Failure to comply with medical directions. The OPHA study identified a number of examples of persons who would not comply with medical direction, due to an inability to read written instructions or because verbal instructions were not presented in a way in which they could be understood. Literacy can impede the ability to understand the risks of medical procedures. A recent court ruling in British Columbia indicated that a written consent form, presented in technical language, did not meet the requirements for informed consent.(9)
Errors in administration of infant formula. The OPHA research study identified a number of instances reported by public health nurses where infant formula was misused, placing babies at risk. For example, a number of nurses reported that some mothers were not diluting concentrated formulas, and others were diluting ready-to-feed formulas.
Safety risks in the workplace, the community and at home. The Manitoba review of literacy and health indicated that: Difficulty comprehending precautions on farm and recreational machinery such as all-terrain vehicles, watersleds, snowmobiles and farm equipment of all sorts, makes rural life more dangerous. A report of the Ontario Advisory Council on Occupational Health and Safety cited a number of cases where literacy difficulties resulted in accidents, including inability to understand safety instructions when handling chemicals and a pictorial instruction material demonstrating how not to carry out a task was interpreted as a how to instruction and the result was an increase in accidents.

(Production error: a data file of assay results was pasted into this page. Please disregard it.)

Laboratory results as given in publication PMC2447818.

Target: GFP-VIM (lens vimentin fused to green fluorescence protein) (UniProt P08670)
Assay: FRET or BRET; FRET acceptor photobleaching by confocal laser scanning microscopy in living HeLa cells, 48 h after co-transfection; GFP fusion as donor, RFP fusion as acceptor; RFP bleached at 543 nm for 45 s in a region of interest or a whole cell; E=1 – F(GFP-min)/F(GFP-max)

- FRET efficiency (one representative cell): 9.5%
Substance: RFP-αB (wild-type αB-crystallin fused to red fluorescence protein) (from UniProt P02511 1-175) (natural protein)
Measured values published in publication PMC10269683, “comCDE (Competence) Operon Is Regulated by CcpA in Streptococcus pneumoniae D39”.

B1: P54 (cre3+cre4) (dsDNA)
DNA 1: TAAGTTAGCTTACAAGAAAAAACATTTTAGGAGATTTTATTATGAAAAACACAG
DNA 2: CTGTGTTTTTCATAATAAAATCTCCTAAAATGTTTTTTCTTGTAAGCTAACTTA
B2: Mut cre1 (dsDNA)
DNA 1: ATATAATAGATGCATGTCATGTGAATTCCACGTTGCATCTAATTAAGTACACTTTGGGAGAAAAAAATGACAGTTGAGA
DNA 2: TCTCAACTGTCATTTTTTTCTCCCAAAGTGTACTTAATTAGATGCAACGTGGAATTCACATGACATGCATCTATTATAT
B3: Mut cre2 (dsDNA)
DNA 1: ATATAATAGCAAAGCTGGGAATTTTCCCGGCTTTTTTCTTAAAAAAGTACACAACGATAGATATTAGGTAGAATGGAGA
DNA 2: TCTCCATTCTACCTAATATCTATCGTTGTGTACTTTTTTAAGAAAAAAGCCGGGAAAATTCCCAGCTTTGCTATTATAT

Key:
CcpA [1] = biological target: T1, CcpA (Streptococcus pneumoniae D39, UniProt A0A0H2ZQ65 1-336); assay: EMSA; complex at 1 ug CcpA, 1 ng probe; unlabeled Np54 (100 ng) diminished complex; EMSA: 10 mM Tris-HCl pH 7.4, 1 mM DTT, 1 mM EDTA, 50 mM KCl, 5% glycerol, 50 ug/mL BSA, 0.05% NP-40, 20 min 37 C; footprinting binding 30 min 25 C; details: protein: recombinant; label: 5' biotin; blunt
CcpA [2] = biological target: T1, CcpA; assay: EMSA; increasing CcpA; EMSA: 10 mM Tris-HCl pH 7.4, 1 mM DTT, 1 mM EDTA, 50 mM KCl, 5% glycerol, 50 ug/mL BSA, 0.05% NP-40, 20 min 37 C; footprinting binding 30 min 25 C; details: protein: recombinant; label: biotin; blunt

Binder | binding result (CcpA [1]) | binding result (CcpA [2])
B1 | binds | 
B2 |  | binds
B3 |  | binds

As significant and dramatic as these direct effects may be, a striking finding from the research is that the major impacts of literacy on health occur indirectly. The relationship between literacy and a range of factors which, in turn, are known to have major impacts on peoples health, has been extensively documented.
The Federal/Provincial/Territorial Advisory Committee on Population Health, in its 1994 Health Canada report, Strategies for Population Health - Investing in the Health of Canadians, has identified five major determinants of health:
Of these, Biology and Genetic Endowment is the only one which is not affected, at least to some degree, by literacy. We provide examples below of the role of literacy in influencing and interacting with the remaining four determinants of health.
9 MDs failure to use plain language can lead to the courtroom, by Deborah Gordon, Canadian Medical Association Journal 15 Oct. 1996; 155(8) [Carpenter v. Finch. 1993].
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